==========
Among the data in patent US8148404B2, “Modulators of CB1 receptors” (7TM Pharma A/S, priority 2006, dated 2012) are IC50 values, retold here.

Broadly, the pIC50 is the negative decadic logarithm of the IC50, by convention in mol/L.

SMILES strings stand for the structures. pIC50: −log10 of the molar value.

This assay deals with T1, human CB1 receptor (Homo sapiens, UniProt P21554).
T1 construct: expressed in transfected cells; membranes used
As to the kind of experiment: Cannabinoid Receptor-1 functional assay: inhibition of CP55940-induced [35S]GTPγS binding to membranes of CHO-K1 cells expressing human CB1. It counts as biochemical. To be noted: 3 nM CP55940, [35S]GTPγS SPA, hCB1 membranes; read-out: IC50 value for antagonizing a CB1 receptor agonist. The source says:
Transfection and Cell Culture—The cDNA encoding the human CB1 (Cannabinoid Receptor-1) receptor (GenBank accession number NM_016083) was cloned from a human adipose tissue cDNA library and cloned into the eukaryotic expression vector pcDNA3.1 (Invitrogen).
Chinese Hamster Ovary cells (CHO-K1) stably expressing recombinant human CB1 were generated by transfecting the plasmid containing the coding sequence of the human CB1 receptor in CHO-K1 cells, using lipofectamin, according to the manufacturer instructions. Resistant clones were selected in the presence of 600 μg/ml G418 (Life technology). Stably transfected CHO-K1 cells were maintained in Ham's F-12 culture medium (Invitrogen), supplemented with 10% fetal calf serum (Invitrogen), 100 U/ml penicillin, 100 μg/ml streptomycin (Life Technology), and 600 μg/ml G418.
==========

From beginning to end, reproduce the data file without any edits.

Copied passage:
Among the data in patent US8148404B2, “Modulators of CB1 receptors” (7TM Pharma A/S, priority 2006, dated 2012) are IC50 values, retold here.

Broadly, the pIC50 is the negative decadic logarithm of the IC50, by convention in mol/L.

SMILES strings stand for the structures. pIC50: −log10 of the molar value.

This assay deals with T1, human CB1 receptor (Homo sapiens, UniProt P21554).
T1 construct: expressed in transfected cells; membranes used
As to the kind of experiment: Cannabinoid Receptor-1 functional assay: inhibition of CP55940-induced [35S]GTPγS binding to membranes of CHO-K1 cells expressing human CB1. It counts as biochemical. To be noted: 3 nM CP55940, [35S]GTPγS SPA, hCB1 membranes; read-out: IC50 value for antagonizing a CB1 receptor agonist. The source says:
Transfection and Cell Culture—The cDNA encoding the human CB1 (Cannabinoid Receptor-1) receptor (GenBank accession number NM_016083) was cloned from a human adipose tissue cDNA library and cloned into the eukaryotic expression vector pcDNA3.1 (Invitrogen).
Chinese Hamster Ovary cells (CHO-K1) stably expressing recombinant human CB1 were generated by transfecting the plasmid containing the coding sequence of the human CB1 receptor in CHO-K1 cells, using lipofectamin, according to the manufacturer instructions. Resistant clones were selected in the presence of 600 μg/ml G418 (Life technology). Stably transfected CHO-K1 cells were maintained in Ham's F-12 culture medium (Invitrogen), supplemented with 10% fetal calf serum (Invitrogen), 100 U/ml penicillin, 100 μg/ml streptomycin (Life Technology), and 600 μg/ml G418.